Family, friends remember teen who was killed at school bus stop

Gary Phillips sits with his wife, Brenda, and son, Gary Phillips Jr., and talks about his grandson, Makinzy Smith. Smith, a West Rowan High junior, left the Phillips house several weeks ago to catch the bus for school. While crossing the road, a passing car didn’t stop for the bus and killed Smith.
Gary Phillips sits with his wife, Brenda, and son, Gary Phillips Jr., and talks about his grandson, Makinzy Smith. Smith, a West Rowan High junior, left the Phillips house several weeks ago to catch the bus for school. While crossing the road, a passing car didn’t stop for the bus and killed Smith.

On Oct. 17 Makinzy Smith did what he always did on school days — he left the front porch light on signaling to the bus driver he’d be riding that day. The 17-year-old never made it to West Rowan High School, where he was a junior. In fact, the teenager never made it to the bus.



He was struck and killed around 6:30 a.m. while crossing Woodleaf Road in front of his grandparents’ home.


Barbara Harrison Smith, 57, was charged with passing a stopped school bus — a felony. Smith declined an interview for this story. Barbara Smith and Makinzy Smith are not related.

The day Makinzy was killed, 15-year-old Jasmine Shaver was among the 20 students aboard the bus who witnessed the tragic accident.

Her parents said she struggled with the death of her friend, whom she’s known since her freshman year. Jasmine is now a 10th grader at West Rowan High School.

Jasmine, who periodically sees a therapist, scheduled a session with that counselor the day of her friend’s death. She was angry, her mother, Tammy said.

“It wasn’t easy to sit and watch her go through it,” Tammy said.

Jasmine said she met Makinzy as a freshman when he kept others from bullying her, something that had been happening since elementary school.

The friends ate lunch together along with a group of other students and sat near each other on the bus.

Jasmine recalled when it came to the bus ride, it was “constant laughter,” with Makinzy.

She has since had time to process losing a classmate, saying she’s come to terms with the fact he’s gone.

“We miss him,” she said simply.

Highway Patrol officials have released a collision report that says Barbara Smith was traveling 50 mph in a 55 mph posted speed zone. The report says test results are pending for alcohol and drugs.

Smith was not believed to have been impaired and has not been charged with driving while impaired.

Jasmine, like Makinzy’s family, still wonders if Barbara Smith was distracted and “how she didn’t see the bright lights” of the school bus, she said.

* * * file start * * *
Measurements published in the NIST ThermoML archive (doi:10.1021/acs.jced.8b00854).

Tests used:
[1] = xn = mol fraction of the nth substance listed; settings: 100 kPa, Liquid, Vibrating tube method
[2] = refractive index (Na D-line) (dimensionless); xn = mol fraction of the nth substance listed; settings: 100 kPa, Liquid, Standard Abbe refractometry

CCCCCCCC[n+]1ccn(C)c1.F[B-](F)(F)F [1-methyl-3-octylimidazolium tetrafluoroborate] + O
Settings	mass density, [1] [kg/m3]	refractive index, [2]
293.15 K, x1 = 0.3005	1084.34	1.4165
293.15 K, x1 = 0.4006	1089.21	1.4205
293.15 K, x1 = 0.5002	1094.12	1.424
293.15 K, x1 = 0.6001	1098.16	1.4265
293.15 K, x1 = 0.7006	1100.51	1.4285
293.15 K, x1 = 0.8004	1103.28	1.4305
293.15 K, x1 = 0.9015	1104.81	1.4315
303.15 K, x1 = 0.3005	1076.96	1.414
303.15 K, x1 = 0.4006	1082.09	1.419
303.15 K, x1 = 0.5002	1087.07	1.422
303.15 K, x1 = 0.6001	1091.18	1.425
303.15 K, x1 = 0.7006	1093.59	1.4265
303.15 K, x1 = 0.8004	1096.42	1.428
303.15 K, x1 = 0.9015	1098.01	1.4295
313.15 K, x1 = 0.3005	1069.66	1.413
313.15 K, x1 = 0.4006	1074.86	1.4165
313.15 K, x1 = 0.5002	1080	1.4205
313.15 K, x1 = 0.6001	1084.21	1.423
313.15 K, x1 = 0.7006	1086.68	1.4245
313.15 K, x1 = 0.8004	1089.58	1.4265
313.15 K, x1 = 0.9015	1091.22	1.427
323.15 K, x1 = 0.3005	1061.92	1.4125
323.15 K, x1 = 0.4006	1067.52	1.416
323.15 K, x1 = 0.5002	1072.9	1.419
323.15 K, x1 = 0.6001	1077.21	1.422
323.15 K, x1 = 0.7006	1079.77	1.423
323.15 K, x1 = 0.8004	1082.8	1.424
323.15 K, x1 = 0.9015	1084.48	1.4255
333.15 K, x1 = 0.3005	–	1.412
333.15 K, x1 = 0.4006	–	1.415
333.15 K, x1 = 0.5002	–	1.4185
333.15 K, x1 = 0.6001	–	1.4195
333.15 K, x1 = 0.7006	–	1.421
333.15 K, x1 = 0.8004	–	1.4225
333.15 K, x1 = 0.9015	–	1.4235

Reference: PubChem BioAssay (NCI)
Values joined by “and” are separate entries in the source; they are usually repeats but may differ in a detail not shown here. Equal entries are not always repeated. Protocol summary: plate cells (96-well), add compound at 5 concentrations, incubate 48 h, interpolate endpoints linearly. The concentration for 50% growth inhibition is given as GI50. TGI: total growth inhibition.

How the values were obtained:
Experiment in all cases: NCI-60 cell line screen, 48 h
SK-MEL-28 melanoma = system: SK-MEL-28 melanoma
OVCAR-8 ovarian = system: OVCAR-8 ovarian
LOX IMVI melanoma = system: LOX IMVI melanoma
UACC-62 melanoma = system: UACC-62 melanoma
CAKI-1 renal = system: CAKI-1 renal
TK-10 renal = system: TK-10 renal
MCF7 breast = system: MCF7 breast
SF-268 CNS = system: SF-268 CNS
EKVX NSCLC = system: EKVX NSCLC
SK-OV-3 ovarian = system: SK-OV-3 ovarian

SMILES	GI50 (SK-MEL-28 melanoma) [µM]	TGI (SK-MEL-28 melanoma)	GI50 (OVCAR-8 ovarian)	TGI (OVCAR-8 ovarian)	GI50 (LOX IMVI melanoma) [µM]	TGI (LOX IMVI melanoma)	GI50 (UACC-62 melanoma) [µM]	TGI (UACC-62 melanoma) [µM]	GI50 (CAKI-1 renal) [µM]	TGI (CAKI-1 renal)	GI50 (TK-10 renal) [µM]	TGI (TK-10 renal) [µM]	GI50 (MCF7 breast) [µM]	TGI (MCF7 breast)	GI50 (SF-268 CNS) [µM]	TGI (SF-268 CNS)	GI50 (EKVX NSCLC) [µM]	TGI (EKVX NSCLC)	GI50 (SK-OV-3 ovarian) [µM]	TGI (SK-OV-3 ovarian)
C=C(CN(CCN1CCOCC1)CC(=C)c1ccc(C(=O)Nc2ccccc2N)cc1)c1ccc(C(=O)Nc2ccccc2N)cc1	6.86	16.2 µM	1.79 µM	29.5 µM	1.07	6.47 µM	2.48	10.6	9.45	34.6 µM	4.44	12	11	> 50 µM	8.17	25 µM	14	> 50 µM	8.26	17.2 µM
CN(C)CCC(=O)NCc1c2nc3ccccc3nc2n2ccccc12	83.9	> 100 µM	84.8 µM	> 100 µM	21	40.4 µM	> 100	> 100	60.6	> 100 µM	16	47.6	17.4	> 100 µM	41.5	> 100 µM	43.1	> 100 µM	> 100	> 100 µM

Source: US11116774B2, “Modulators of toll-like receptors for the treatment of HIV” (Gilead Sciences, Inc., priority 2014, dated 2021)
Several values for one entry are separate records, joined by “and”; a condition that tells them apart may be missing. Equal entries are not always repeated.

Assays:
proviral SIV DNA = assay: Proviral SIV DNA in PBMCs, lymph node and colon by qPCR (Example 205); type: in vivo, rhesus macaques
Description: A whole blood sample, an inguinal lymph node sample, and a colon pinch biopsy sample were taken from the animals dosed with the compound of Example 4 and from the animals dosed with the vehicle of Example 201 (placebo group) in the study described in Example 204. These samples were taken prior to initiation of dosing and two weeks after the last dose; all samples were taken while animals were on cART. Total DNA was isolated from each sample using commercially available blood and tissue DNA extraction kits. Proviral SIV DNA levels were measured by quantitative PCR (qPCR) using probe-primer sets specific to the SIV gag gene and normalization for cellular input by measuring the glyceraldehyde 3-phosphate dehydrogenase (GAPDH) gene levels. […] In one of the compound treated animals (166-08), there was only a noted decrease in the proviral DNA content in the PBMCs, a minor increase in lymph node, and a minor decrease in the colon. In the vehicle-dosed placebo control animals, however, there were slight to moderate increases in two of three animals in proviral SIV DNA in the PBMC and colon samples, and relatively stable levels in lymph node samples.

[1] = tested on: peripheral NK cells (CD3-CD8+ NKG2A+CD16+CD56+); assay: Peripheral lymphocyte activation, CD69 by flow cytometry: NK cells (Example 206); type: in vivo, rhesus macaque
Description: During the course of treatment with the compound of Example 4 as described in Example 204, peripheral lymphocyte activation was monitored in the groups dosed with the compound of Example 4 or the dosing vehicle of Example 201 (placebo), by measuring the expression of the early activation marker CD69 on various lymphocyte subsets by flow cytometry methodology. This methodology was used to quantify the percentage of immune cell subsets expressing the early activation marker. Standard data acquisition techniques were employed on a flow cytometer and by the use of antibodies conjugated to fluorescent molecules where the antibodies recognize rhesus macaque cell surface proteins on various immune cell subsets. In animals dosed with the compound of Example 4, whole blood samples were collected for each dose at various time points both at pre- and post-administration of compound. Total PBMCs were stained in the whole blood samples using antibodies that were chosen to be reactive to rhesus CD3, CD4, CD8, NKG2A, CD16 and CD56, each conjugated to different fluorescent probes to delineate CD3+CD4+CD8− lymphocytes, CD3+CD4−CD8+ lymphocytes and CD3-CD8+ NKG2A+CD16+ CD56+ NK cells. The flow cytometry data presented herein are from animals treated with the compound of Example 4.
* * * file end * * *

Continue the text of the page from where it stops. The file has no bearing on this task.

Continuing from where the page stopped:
The school bus driver had come to a complete stop, extended the stop arm and the red lights were flashing, troopers and school officials said.

Jasmine’s father, William “Rusty” Shaver, had been a bus driver for a number of years with Rowan-Salisbury School System and Davie County schools.

Rusty said he’d long since taught his children about bus safety including safe crossing, but witnessing the death of a friend has made Jasmine even more cautious of crossing the street.

“I know it’s dark. I get on quick,” she said.

The accident has made Tammy worry more, she admits.

“Those drivers need to start paying attention,” she said.

Officials have not said if inattention contributed to the crash. A Highway Patrol official told a Post reporter Friday a detailed report was not yet available.

Rusty Shaver said when he was a driver for Rowan County, his route included the very same route where Makinzy was killed.

Shaver said bus drivers undergo rigorous training prior to getting behind the wheel that includes eye exams, physicals, road and bus knowledge and then there are road tests on a bus with no students.

As a bus driver, you develop a rapport with students, he said.

“When you look behind you, that’s somebody’s baby and you’re responsible for them. I feel like that is my kid back there. In a way, everyone of them is mine,” he said.

When he drove a bus route, Shaver said, he would often pull the bus across the yellow line, partially blocking traffic if it meant a vehicle could not pass the bus. Blocking the road was not a school system mandate, nor was it a state requirement, he said, just something he did to protect the students.

A protector of others, peace-loving and loyal are what friends and family say were virtues Makinzy shared with one of his favorite video game characters, Guan Yu, who is based on a Chinese historical figure.

Friend Cody Hannold often spent weekends hanging out with Makinzy and their mutual friend, Max, playing video games or “throwing the football.”

“We were basically brothers,” he said.

In a time when teenagers were rarely polite, Makinzy was respectful, he said.

“He was a good friend to whoever he met. He enjoyed talking to people,” Cody said.

The day after Makinzy’s death, Cody said, felt like a dream, one from which he wished he could awaken.

Nearly two weeks after his friend’s death, Cody said, life feels different without Makinzy in it.